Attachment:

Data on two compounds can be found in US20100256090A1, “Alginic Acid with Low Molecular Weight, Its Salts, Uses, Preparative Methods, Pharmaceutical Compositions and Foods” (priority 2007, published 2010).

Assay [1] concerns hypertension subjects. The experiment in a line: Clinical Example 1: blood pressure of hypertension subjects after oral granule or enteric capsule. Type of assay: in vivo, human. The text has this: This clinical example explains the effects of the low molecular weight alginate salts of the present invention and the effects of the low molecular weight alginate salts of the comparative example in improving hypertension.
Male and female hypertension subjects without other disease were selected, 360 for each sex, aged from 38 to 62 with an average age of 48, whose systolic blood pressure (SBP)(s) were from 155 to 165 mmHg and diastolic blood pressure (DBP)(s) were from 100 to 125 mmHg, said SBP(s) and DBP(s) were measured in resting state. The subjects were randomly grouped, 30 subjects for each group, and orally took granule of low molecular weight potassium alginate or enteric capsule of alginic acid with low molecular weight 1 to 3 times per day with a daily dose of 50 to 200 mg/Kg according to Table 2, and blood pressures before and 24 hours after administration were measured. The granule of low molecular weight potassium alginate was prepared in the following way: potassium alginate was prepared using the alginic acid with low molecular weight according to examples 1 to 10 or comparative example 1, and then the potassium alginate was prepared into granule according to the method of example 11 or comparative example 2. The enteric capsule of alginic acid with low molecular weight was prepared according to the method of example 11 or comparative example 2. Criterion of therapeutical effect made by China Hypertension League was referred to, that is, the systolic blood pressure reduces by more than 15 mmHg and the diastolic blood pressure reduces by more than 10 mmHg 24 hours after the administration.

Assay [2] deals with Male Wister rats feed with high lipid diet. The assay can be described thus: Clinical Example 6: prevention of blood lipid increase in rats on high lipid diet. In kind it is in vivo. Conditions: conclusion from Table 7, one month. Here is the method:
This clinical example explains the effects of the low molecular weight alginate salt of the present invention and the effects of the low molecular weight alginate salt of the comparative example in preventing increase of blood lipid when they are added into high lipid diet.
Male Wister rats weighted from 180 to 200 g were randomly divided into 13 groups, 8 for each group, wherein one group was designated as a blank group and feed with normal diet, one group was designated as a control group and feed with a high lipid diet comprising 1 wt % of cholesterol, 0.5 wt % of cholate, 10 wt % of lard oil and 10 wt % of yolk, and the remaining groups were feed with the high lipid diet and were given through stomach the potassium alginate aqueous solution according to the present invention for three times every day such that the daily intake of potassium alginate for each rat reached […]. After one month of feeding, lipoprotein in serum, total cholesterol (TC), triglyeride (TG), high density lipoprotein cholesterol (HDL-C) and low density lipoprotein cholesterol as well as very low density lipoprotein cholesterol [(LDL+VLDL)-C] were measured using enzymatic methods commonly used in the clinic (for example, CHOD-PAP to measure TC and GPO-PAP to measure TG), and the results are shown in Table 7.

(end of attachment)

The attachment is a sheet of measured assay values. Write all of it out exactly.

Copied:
Data on two compounds can be found in US20100256090A1, “Alginic Acid with Low Molecular Weight, Its Salts, Uses, Preparative Methods, Pharmaceutical Compositions and Foods” (priority 2007, published 2010).

Assay [1] concerns hypertension subjects. The experiment in a line: Clinical Example 1: blood pressure of hypertension subjects after oral granule or enteric capsule. Type of assay: in vivo, human. The text has this: This clinical example explains the effects of the low molecular weight alginate salts of the present invention and the effects of the low molecular weight alginate salts of the comparative example in improving hypertension.
Male and female hypertension subjects without other disease were selected, 360 for each sex, aged from 38 to 62 with an average age of 48, whose systolic blood pressure (SBP)(s) were from 155 to 165 mmHg and diastolic blood pressure (DBP)(s) were from 100 to 125 mmHg, said SBP(s) and DBP(s) were measured in resting state. The subjects were randomly grouped, 30 subjects for each group, and orally took granule of low molecular weight potassium alginate or enteric capsule of alginic acid with low molecular weight 1 to 3 times per day with a daily dose of 50 to 200 mg/Kg according to Table 2, and blood pressures before and 24 hours after administration were measured. The granule of low molecular weight potassium alginate was prepared in the following way: potassium alginate was prepared using the alginic acid with low molecular weight according to examples 1 to 10 or comparative example 1, and then the potassium alginate was prepared into granule according to the method of example 11 or comparative example 2. The enteric capsule of alginic acid with low molecular weight was prepared according to the method of example 11 or comparative example 2. Criterion of therapeutical effect made by China Hypertension League was referred to, that is, the systolic blood pressure reduces by more than 15 mmHg and the diastolic blood pressure reduces by more than 10 mmHg 24 hours after the administration.

Assay [2] deals with Male Wister rats feed with high lipid diet. The assay can be described thus: Clinical Example 6: prevention of blood lipid increase in rats on high lipid diet. In kind it is in vivo. Conditions: conclusion from Table 7, one month. Here is the method:
This clinical example explains the effects of the low molecular weight alginate salt of the present invention and the effects of the low molecular weight alginate salt of the comparative example in preventing increase of blood lipid when they are added into high lipid diet.
Male Wister rats weighted from 180 to 200 g were randomly divided into 13 groups, 8 for each group, wherein one group was designated as a blank group and feed with normal diet, one group was designated as a control group and feed with a high lipid diet comprising 1 wt % of cholesterol, 0.5 wt % of cholate, 10 wt % of lard oil and 10 wt % of yolk, and the remaining groups were feed with the high lipid diet and were given through stomach the potassium alginate aqueous solution according to the present invention for three times every day such that the daily intake of potassium alginate for each rat reached […]. After one month of feeding, lipoprotein in serum, total cholesterol (TC), triglyeride (TG), high density lipoprotein cholesterol (HDL-C) and low density lipoprotein cholesterol as well as very low density lipoprotein cholesterol [(LDL+VLDL)-C] were measured using enzymatic methods commonly used in the clinic (for example, CHOD-PAP to measure TC and GPO-PAP to measure TG), and the results are shown in Table 7.